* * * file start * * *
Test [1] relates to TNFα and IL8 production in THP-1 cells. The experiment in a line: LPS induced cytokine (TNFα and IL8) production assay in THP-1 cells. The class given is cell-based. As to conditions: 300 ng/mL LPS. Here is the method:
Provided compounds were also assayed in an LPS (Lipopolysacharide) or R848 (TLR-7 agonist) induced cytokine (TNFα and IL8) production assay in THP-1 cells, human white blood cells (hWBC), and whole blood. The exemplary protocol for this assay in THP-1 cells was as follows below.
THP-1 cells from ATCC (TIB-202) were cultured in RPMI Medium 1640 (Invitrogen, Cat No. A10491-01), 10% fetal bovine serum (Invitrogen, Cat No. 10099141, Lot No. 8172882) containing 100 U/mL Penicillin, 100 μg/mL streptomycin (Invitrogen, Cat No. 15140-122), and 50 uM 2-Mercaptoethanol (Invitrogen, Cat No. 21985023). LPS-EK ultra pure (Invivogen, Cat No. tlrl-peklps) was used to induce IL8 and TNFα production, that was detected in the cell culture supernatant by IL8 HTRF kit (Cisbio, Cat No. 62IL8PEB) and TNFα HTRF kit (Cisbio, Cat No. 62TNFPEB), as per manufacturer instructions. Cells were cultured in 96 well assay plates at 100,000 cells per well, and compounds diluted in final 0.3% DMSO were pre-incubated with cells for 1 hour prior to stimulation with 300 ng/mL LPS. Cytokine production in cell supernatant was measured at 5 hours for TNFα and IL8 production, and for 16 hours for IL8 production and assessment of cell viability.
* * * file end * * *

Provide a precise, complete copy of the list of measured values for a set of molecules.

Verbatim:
Test [1] relates to TNFα and IL8 production in THP-1 cells. The experiment in a line: LPS induced cytokine (TNFα and IL8) production assay in THP-1 cells. The class given is cell-based. As to conditions: 300 ng/mL LPS. Here is the method:
Provided compounds were also assayed in an LPS (Lipopolysacharide) or R848 (TLR-7 agonist) induced cytokine (TNFα and IL8) production assay in THP-1 cells, human white blood cells (hWBC), and whole blood. The exemplary protocol for this assay in THP-1 cells was as follows below.
THP-1 cells from ATCC (TIB-202) were cultured in RPMI Medium 1640 (Invitrogen, Cat No. A10491-01), 10% fetal bovine serum (Invitrogen, Cat No. 10099141, Lot No. 8172882) containing 100 U/mL Penicillin, 100 μg/mL streptomycin (Invitrogen, Cat No. 15140-122), and 50 uM 2-Mercaptoethanol (Invitrogen, Cat No. 21985023). LPS-EK ultra pure (Invivogen, Cat No. tlrl-peklps) was used to induce IL8 and TNFα production, that was detected in the cell culture supernatant by IL8 HTRF kit (Cisbio, Cat No. 62IL8PEB) and TNFα HTRF kit (Cisbio, Cat No. 62TNFPEB), as per manufacturer instructions. Cells were cultured in 96 well assay plates at 100,000 cells per well, and compounds diluted in final 0.3% DMSO were pre-incubated with cells for 1 hour prior to stimulation with 300 ng/mL LPS. Cytokine production in cell supernatant was measured at 5 hours for TNFα and IL8 production, and for 16 hours for IL8 production and assessment of cell viability.